Employee life sucks, but employment is just a business. You're just paid market value as concequence of supply and demand. Most people devote their lives to finding an employer to hold their hand and write them a certain lifestyle. Reality is that is a dangerous reliance to hold, and that's why you usually don't make money working for someone else.
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Mar 31, 2008
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This in today's metro news:
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It will be hilarious to see these take over the restaurants/fast food places. I for one would be more than fine if it keeps prices down. Also, waiters/servers are getting much better payoffs and a liveable wage so less tipping. It's not just the $/hr, but I think the inflexibility the Government will put on that will be the ultimate instigator of this movement on top of the costs.
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Apr 21, 2004
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Old but relevant news. I guess restaurant owners did not raise their staff's rate much. Are we back to tipping the equivalent of HST or about 10% before tax?


http://www.cbc.ca/news/canada/calgary/m ... -1.3677096

Minhas is against the practice of mandatory tipping and said it's time for restaurant owners to step up and treat their service staff better.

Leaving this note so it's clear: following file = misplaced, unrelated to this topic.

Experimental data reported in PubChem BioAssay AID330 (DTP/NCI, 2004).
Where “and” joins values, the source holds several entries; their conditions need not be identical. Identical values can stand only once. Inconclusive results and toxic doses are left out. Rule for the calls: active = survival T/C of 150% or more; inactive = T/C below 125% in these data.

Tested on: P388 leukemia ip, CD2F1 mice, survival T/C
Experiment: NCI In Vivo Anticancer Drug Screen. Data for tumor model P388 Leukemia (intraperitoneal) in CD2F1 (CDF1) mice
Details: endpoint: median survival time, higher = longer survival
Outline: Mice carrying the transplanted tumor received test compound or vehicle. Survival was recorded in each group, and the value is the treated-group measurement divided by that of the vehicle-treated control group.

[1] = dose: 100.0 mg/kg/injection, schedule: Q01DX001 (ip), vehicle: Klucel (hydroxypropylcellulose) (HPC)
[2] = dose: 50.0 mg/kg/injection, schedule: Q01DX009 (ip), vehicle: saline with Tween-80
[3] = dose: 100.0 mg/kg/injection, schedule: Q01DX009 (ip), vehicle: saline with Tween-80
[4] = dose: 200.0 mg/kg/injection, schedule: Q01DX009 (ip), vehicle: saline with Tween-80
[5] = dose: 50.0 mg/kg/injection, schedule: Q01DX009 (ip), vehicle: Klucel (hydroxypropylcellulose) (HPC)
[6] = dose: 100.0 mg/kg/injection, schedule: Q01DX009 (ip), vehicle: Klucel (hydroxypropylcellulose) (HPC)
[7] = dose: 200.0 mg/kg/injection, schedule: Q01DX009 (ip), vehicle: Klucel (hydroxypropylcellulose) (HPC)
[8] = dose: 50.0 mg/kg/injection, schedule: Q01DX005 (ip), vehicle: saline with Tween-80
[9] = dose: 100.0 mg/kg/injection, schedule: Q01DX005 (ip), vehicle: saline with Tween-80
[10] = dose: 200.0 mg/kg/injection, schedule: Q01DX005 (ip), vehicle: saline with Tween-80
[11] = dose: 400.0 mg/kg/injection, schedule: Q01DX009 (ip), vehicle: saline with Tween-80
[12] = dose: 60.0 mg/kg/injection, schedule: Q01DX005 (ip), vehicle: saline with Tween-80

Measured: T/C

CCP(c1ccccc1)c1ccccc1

"If they really believe that their chef should be paid more — they pay them more! Then what they get as a tip should be above and beyond."
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at1212b wrote:
Jun 13th, 2017 12:09 pm
This in today's metro news:
Image

It will be hilarious to see these take over the restaurants/fast food places. I for one would be more than fine if it keeps prices down. Also, waiters/servers are getting much better payoffs and a liveable wage so less tipping. It's not just the $/hr, but I think the inflexibility the Government will put on that will be the ultimate instigator of this movement on top of the costs.
I heard that in australia, those kioks are much more prevalent due to high min wage there.

We'll see accelerated adoption of such kioks in canada as well.
Jr. Member
Feb 17, 2014
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KANATA
We can always have those vending machines for ramen noodles in Japan. I thought it was quite efficient and straight to the point.

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jlee225 wrote:
Jun 13th, 2017 2:41 pm
We can always have those vending machines for ramen noodles in Japan. I thought it was quite efficient and straight to the point.

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Lots of vending machines in Japan, I love them.

Also talking about machines, I also learned the system with self checkout at my local superstore. Now it's so much faster for me to check myself out using the machines. And there is almost no line. 8 Machines take the same physical space as 2 or 3 tellers. Guess what that means. Regular checkouts replaced by these machines, and the high minimum wage just helps with that.